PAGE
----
Document:  All > Shakespeare > Comedies > Twelfth Night > Act II, scene IV

Jump to: the first appearance of for_women_are_as_roses,_whose_fair_flower

	[Enter DUKE ORSINO, VIOLA, CURIO, and others]

DUKE ORSINO: Give me some music. Now, good morrow, friends.
	Now, good Cesario, but that piece of song,
	That old and antique song we heard last night:
	Methought it did relieve my passion much,
	More than light airs and recollected terms
	Of these most brisk and giddy-paced times:
	Come, but one verse.

CURIO: He is not here, so please your lordship that should sing it.

DUKE ORSINO: Who was it?

CURIO: Feste, the jester, my lord; a fool that the lady
	Olivia's father took much delight in. He is about the house.

DUKE ORSINO: Seek him out, and play the tune the while.

	[Exit CURIO. Music plays]

	Come hither, boy: if ever thou shalt love,
	In the sweet pangs of it remember me;
	For such as I am all true lovers are,
	Unstaid and skittish in all motions else,
	Save in the constant image of the creature
	That is beloved. How dost thou like this tune?

VIOLA: It gives a very echo to the seat
	Where Love is throned.

DUKE ORSINO: Thou dost speak masterly:
	My life upon't, young though thou art, thine eye
	Hath stay'd upon some favour that it loves:
	Hath it not, boy?

VIOLA:                   A little, by your favour.

DUKE ORSINO: What kind of woman is't?

VIOLA: Of your complexion.

DUKE ORSINO: She is not worth thee, then. What years, i' faith?

VIOLA: About your years, my lord.

DUKE ORSINO: Too old by heaven: let still the woman take
	An elder than herself: so wears she to him,
	So sways she level in her husband's heart:
	For, boy, however we do praise ourselves,
	Our fancies are more giddy and unfirm,
	More longing, wavering, sooner lost and worn,
	Than women's are.

VIOLA:                   I think it well, my lord.

DUKE ORSINO: Then let thy love be younger than thyself,
	Or thy affection cannot hold the bent;
	For women are as roses, whose fair flower
	Being once display'd, doth fall that very hour.

VIOLA: And so they are: alas, that they are so;
	To die, even when they to perfection grow!

	[Re-enter CURIO and Clown]

DUKE ORSINO: O, fellow, come, the song we had last night.
	Mark it, Cesario, it is old and plain;
	The spinsters and the knitters in the sun
	And the free maids that weave their thread with bones
	Do use to chant it: it is silly sooth,
	And dallies with the innocence of love,
	Like the old age.

Clown: Are you ready, sir?

DUKE ORSINO: Ay; prithee, sing.

Clown: Come away, come away, death,
	And in sad cypress let me be laid;
	Fly away, fly away breath;
	I am slain by a fair cruel maid.
	My shroud of white, stuck all with yew,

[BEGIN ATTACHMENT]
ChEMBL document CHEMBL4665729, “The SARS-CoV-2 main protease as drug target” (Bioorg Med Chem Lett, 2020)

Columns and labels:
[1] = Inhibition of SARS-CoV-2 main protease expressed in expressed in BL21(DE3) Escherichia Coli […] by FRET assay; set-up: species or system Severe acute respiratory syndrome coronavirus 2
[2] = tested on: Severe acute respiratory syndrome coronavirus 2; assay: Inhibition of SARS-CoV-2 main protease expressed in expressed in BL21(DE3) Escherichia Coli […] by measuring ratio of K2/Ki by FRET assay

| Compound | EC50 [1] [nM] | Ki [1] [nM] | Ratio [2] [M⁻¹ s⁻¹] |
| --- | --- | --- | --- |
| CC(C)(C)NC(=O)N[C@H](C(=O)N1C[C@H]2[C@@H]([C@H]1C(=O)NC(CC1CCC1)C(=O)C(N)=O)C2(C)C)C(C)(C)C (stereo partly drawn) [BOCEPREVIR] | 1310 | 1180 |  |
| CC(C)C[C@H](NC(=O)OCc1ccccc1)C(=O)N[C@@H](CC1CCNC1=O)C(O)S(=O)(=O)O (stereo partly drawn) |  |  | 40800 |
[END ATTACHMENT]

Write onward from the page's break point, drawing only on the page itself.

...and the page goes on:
O, prepare it!
	My part of death, no one so true
	Did share it.
	Not a flower, not a flower sweet
	On my black coffin let there be strown;
	Not a friend, not a friend greet
	My poor corpse, where my bones shall be thrown:
	A thousand thousand sighs to save,
	Lay me, O, where
	Sad true lover never find my grave,
	To weep there!

DUKE ORSINO: There's for thy pains.

Clown: No pains, sir: I take pleasure in singing, sir.

DUKE ORSINO: I'll pay thy pleasure then.

Clown: Truly, sir, and pleasure will be paid, one time or another.

DUKE ORSINO: Give me now leave to leave thee.

Clown: Now, the melancholy god protect thee; and the
	tailor make thy doublet of changeable taffeta, for
	thy mind is a very opal. I would have men of such
	constancy put to sea, that their business might be
	every thing and their intent every where; for that's
	it that always makes a good voyage of nothing. Farewell.


DUKE ORSINO: Let all the rest give place.

	[CURIO and Attendants retire]

		       Once more, Cesario,
	Get thee to yond same sovereign cruelty:
	Tell her, my love, more noble than the world,
	Prizes not quantity of dirty lands;
	The parts that fortune hath bestow'd upon her,
	Tell her, I hold as giddily as fortune;
	But 'tis that miracle and queen of gems
	That nature pranks her in attracts my soul.

VIOLA: But if she cannot love you, sir?

DUKE ORSINO: I cannot be so answer'd.

VIOLA: Sooth, but you must.
	Say that some lady, as perhaps there is,
	Hath for your love a great a pang of heart
	As you have for Olivia: you cannot love her;
	You tell her so; must she not then be answer'd?

DUKE ORSINO: There is no woman's sides
	Can bide the beating of so strong a passion
	As love doth give my heart; no woman's heart
	So big, to hold so much; they lack retention
	Alas, their love may be call'd appetite,
	No motion of the liver, but the palate,
	That suffer surfeit, cloyment and revolt;
	But mine is all as hungry as the sea,
	And can digest as much: make no compare
	Between that love a woman can bear me
	And that I owe Olivia.

VIOLA: Ay, but I know--

DUKE ORSINO: What dost thou know?

VIOLA: Too well what love women to men may owe:
	In faith, they are as true of heart as we.
	My father had a daughter loved a man,
	As it might be, perhaps, were I a woman,
	I should your lordship.

DUKE ORSINO: And what's her history?

VIOLA: A blank, my lord. She never told her love,
	But let concealment, like a worm i' the bud,
	Feed on her damask cheek: she pined in thought,
	And with a green and yellow melancholy
	She sat like patience on a monument,
	Smiling at grief. Was not this love indeed?
	We men may say more, swear more: but indeed
	Our shows are more than will; for still we prove
	Much in our vows, but little in our love.

DUKE ORSINO: But died thy sister of her love, my boy?

VIOLA: I am all the daughters of my father's house,
	And all the brothers too: and yet I know not.
	Sir, shall I to this lady?

DUKE ORSINO: Ay, that's the theme.
	To her in haste; give her this jewel; say,
	My love can give no place, bide no denay.



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